Sunday, December 26, 2021

Poking the Mentally Ill Polar Bear


Hey, hey, Horror Nuts!  Welcome to another edition of WTFHM!

I've often been known to say the phrase, there are horror movies that scare you, there are horror movies that creep you out, and then there are horror movies that shit on your soul. Or movies that making you feel like:

If you feel like watching the kind of movie that rips out a piece of your soul like that, there are a few go-to directors you can count on. Lars Von Trier and Ari Aster. You might remember them from such hits as Antichrist, Melancholia, Heriditary, and Midsommar.

 If you haven't seen these movies, I have to advise extreme caution if you're prone to suicidal ideation or clinical depression.  These are not happy movies.

Speaking of which...

This week's movie!

The Lodge starring Riley Keough, Jaeden Martell, Lisa McHugh, Richard Armitage, Danny Keough, and Alicia Silverstone.

Yes. Alicia Frickin' Silverstone.  I had a moment when she appeared on screen that was like, 

For real, I had to pause the movie and look it up on IMDB to make sure I wasn't seeing things.

And before we get down to it, beyond this point be many, many spoilers:

Cuz, seriously, I don't know how to break this movie down otherwise. Don't like spoilers? Try reading the Amazon Vella  thing I'm working on instead this week.  It's not horror, but you might like it anyway.

So, aaanyway, Alicia Silverstone is a divorced mom in this one and she also has the distinguished honor of being the Janet Leigh of this movie.

After dropping her kids off at her ex's house, he tells her that it's time to make their divorce final because he means to marry someone else. She takes it pretty well.

So, now, that their mom is gone, the kids are having a rough time accepting their new stepmom. Their dad gets the bright idea to have them hang out with her in their secluded lodge for a few days.

The kids are like "Hell No" at first, but after looking her up on their dad's computer, they decide to tell their dad that they would be glad to give it a go.

Important side note; Dad's fiance, Grace, was the only survivor in a suicide cult.

So, the scene is set and the kids are off to spend a few days getting to know their future stepmom...who witnessed (and videotaped) her people after they committed suicide...and who needs to take pills to stay even.

Yeah, no good can come from this.  

And by the way, clearly their dad has a type. Both Laura (Silverstone) and Grace (Keough) are legitimately mentally ill. Like, Laura the ex is obviously dealing with depression (and later suicidal tendencies) at the beginning of this movie. Neither of these woman are okay by any stretch.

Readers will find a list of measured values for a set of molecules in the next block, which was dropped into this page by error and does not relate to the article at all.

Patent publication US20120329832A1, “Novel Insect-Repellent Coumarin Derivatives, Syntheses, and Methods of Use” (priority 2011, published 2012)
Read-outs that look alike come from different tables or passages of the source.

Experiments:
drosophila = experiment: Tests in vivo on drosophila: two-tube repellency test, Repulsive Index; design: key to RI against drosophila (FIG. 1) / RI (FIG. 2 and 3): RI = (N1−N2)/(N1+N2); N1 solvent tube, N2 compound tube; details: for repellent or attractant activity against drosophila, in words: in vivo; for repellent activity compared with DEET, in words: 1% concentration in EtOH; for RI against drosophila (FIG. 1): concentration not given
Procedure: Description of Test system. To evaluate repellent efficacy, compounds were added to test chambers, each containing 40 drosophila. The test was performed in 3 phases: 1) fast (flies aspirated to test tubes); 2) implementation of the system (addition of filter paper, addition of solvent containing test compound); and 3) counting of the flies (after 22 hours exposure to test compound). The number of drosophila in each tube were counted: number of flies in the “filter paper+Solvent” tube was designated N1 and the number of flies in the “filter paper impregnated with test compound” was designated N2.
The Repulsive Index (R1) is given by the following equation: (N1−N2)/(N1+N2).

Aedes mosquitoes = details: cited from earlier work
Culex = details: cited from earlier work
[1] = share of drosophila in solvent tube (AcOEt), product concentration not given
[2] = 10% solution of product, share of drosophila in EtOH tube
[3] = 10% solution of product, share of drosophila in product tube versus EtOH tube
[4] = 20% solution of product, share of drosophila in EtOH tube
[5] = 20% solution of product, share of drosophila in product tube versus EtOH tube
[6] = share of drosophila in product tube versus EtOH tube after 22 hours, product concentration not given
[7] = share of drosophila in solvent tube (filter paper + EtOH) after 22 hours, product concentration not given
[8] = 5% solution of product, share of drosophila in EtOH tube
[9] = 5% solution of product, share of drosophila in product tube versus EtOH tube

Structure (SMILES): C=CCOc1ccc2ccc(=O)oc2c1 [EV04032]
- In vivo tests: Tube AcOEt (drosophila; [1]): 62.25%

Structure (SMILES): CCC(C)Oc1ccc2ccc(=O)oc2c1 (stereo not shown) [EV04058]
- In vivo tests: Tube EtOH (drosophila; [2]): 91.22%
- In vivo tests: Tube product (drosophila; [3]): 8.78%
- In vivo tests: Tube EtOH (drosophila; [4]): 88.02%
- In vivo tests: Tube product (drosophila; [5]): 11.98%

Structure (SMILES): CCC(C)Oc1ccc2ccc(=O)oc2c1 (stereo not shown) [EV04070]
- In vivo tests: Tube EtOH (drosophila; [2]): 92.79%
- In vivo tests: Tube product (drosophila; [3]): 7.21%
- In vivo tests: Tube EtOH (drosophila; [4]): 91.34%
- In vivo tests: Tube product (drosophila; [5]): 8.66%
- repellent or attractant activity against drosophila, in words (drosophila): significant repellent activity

Bro...they even kind of look alike. 

So, the family is in the lodge and everything's cool at first.  Dad's up there with the fam at first and everything is going okay...except for when Grace falls through the ice trying to rescue daughter, Mia's(McHugh), doll.

And like, after that piece of trauma, Dad's like, "Hey, so, I know I gotta go for a few days, but I can stay." And Grace is all; "I'm fine. Go to work sweetie!"

Okay, so Grace has a little bit of a tough time with the kids. Aidan (Martell)'s not talking to her, Mia shows her a home video of happy times with their mom. Grace isn't hanging in too good.

So, one night while Grace and Mia are watching 1981's "The Thing" (probably the worst possible movie choice to show someone under the age of 16 in a cold isolated environment) and Mia says she's cold. Aidan brings over the gas heater to warm her up. Grace voices her concerns, but Aidan says they use it all the time it's totally safe.

So, they fall asleep and when they wake up the power is out, the pipes are frozen, the phones aren't charged, the Christmas decorations and all the food are gone and it's snowing like a beast outside.

Grace is immediately like, "Ha ha, real funny guys. Where's all the food? And, hold up, where are my pills?? Where's the damn dog???"

The kids are like,

So, Grace makes do. She boils some snow, they eat beans from a can, it's fine. Over a can of beans, Aidan tells Grace that he had a dream the gas heater was smoking and they died. 

Grace decides to go hiking to the next town for help. She never finds the town, but she finds a cross shaped house with the cult leader in the window watching her.  

Yeah, it gets worse. She makes it back to the house with a bloody nose and looking like she's been through some stuff. In the snow, she finds flowers...and a photo of the kids with a "In loving memory" frame.

She goes to Aidan, like, "WTF?" And the following exchange happens:

"Um...pretty sure we're dead."
"No, we're not."
"Yeah, we kind of are."
"Boi, we are still alive."
"Then what's up with this picture?"

So, this portion of the movie is basically little things suggesting that the kids and Grace have died and are now in purgatory...and they need to repent to get into heaven. Grace is losing her grip, but she's still holding onto reality until she finds Aidan...and he's hung himself.

But then, he looks up at her and tells her, "SEE! WE'RE IN PURGATORY BECAUSE WE CAN'T DIE!"

And folks, that is the point that Grace's brain breaks. Which only gets worse when she finds the dog, frozen solid out in the snow. Grace ends up catatonic on the porch.

And it's at this point that we start to learn an important lesson for life. Don't gaslight people.

What am I talking about, you ask? Well...

It turns out this whole thing is a set up and orchestrated by Aidan and Mia to push Grace over the edge. Now that she's sitting on the porch in a snow storm, they're like, "Uh...maybe we went too far."

Let's break this down a little. These kids clearly blame Grace for their mother's suicide, so they decide it would be a good idea to make her - the survivor of a religious suicide cult -- believe she'd died and was now in purgatory. Which in it of itself is bad enough, but THEY TAKE AWAY HER MEDS!!

Which is basically what goes a very, very, very chilling way.